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SHAPING
Intro
Shaping Safety
Shaper Cutters
Cutter Storage
Fence Shaping
Pin Shaping

Shaping
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Pg. 1-3,
Pg. 4-6, Pg. 7-9, Pg. 10-12, Pg. 13-14

Shaper Cutters

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Figure 9-3 . Three-lip shaper cutters are available as combination cutters, full-profile cutters, or in sets that form the mating parts of a particular joint. *Warning: always use the fence assembly when using these cutters that remove the entire workpiece edge. Click on image to view larger.

Attempting to maintain a complete assortment of cutters can be expensive. A careful selection of from ten to twenty shapes (Figure 9-3), picked for the type of work you do, is adequate. With a basic assortment on hand, you can always add a new cutter as the need for it arises.

Probably the most practical type of shaper cutter for home workshop use is the three-lip shaper cutter shown in Figure 9-4. This type of cutter is available in a great variety of shapes: some are combination cutters, others have a profile that will produce a particular shape such as a tongue or groove. Other shaper cutters come in sets so mating parts can be cut (Figure 9-5).

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Figure 9-4. Exambles of three-lip shaper cutters.

 

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Figure 9-5 . Examples of cutters that should be purchased in sets. At the top, tongue-and-groove cutters. The others are mating cutters for the dorp leaf table joint.

The shaper arbor holds standard shaper cutters and collars (Figure 9-6). The arbor is locked firmly in place by securing its setscrew against the spindle's tapered flat. The collars are used for depth-of-cut control and for cutter spacing. The cutters and collars are secured to the arbor with a nut. Be sure the nut is tight before starting the operation.

 

 

 

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Figure 9-6 . (A) The shaper arbor and (B) various collars.

When positioning for cutter height, make the major adjustment by raising or lowering the table. The final setting is made with the quill feed lever. On shaping operations, especially at high speeds and on hardwoods, quill extension should be held to a minimum.

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Figure 9-7. Combination cutters can do various jobs. (A) Here a quarter-round and cove cutter is used to round off the edge of a workpiece. (B) The same cutter is shown forming a cove.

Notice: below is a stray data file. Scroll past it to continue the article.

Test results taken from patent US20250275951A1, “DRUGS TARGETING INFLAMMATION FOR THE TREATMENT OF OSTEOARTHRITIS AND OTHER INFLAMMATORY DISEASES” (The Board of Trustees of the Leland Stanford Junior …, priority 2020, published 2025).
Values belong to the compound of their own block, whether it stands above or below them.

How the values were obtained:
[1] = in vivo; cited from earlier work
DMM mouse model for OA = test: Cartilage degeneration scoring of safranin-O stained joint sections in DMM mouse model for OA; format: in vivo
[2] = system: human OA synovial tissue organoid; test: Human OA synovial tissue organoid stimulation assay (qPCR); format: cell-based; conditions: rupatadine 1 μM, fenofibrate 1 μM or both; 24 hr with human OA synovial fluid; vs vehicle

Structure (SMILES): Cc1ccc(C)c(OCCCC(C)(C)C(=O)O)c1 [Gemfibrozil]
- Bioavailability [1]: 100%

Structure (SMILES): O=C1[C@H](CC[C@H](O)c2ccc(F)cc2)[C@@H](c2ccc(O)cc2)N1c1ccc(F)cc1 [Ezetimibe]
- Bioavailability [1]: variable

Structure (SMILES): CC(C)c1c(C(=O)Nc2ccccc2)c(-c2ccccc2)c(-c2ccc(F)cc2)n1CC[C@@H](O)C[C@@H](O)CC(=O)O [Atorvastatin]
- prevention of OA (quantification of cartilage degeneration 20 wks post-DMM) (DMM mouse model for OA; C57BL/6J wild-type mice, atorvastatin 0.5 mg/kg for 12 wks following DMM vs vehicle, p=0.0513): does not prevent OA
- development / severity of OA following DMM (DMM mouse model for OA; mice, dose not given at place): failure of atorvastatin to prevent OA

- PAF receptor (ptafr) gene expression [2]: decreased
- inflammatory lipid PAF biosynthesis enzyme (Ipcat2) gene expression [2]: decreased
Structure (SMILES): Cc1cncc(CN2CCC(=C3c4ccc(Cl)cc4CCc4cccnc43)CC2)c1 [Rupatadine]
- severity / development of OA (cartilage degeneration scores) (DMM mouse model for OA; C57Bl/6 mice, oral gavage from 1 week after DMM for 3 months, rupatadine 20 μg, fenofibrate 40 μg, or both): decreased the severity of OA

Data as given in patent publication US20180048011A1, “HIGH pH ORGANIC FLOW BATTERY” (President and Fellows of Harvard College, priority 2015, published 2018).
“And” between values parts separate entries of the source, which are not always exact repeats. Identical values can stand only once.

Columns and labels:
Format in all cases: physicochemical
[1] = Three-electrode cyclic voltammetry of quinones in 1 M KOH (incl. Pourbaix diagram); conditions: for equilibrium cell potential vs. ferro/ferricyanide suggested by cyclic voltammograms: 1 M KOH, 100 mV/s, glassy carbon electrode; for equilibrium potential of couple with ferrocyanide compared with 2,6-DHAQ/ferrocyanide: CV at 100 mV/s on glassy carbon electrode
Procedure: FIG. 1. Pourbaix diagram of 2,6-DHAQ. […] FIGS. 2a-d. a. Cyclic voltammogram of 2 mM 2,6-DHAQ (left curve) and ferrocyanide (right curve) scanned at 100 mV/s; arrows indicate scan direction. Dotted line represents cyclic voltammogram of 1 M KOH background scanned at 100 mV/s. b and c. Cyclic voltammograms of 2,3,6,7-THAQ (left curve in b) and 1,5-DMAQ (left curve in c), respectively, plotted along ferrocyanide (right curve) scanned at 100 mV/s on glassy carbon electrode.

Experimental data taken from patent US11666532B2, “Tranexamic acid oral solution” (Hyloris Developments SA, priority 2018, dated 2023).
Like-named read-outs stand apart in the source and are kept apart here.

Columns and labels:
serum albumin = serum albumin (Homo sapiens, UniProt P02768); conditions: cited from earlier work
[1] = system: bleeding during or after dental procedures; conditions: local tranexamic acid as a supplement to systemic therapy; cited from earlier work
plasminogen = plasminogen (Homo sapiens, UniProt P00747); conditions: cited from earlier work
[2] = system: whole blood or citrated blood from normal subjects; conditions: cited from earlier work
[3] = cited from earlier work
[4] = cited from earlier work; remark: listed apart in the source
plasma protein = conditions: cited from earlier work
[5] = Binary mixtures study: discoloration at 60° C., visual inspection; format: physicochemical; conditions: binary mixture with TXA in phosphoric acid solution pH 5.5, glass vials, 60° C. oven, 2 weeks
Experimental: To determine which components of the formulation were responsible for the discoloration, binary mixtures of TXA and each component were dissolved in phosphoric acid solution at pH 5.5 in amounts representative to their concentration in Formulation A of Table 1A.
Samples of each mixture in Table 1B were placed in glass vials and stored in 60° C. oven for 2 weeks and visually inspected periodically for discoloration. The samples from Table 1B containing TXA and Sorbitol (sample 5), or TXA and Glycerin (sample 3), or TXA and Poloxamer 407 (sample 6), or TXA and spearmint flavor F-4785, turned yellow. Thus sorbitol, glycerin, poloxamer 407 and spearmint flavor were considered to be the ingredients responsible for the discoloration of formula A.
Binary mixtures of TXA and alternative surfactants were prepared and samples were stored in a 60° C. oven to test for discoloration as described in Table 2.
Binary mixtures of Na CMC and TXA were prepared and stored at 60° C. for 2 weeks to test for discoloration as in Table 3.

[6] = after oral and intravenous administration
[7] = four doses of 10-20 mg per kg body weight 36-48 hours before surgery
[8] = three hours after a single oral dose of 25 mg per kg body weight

It is not usually desirable to use the full shape of the cutter to form a molding. How one versatile cutter is intended to be used is partially described and shown in Figure 9-7.

A wide variety of shapes can be made by changing one or more of the following:

  • The depth of cut, which is adjusted by moving the table or the fence or by using collars.
  • The height of the cutter in relation to the work, which is controlled by the table or the quill feed lever.
  • The position of the work when making the pass.

 

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Figure 9-8. One combination cutter, in this case a bead and a quarter-round, can produce many shapes. Some forms are done with one pass, others require two or more passes.

Figure 9-8 shows a few shapes formed by a single cutter; in this case a combination cutter that can be used to shape a bead or two sizes of quarter-round was utilized. Some of the shapes were cut in a single pass, others required two or more passes, but the same cutter was used every time.

The important thing to remember is that not all cutters are intended to cut their full-profile shape, even though they can be used that way. Most of them are combination cutters.

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Figure 9-9. Collars are used above, below, even between cutters as controls for depth of cut and, when doing pin shaping, to provide bearing surface for the workpiece.

Collars come in various sizes and are used to control the depth of cut and to position the cutter. As shown in Figure 9-9, they may be set over, under or between cutters. Be sure to position the keyed washer so it seats correctly in the arbor slot. Never set up cutter/collar assortments that don't allow the arbor nut threads to be fully engaged.

Since the collars lock on the arbor together with the cutters and turn at the same speed, there is the potential, when the workpiece bears against them, of scoring or even burning the workpiece. Keep the collars clean, smooth, and free of knicks and burrs. When cutting, hold the workpiece against the collars with just enough pressure to maintain contact.

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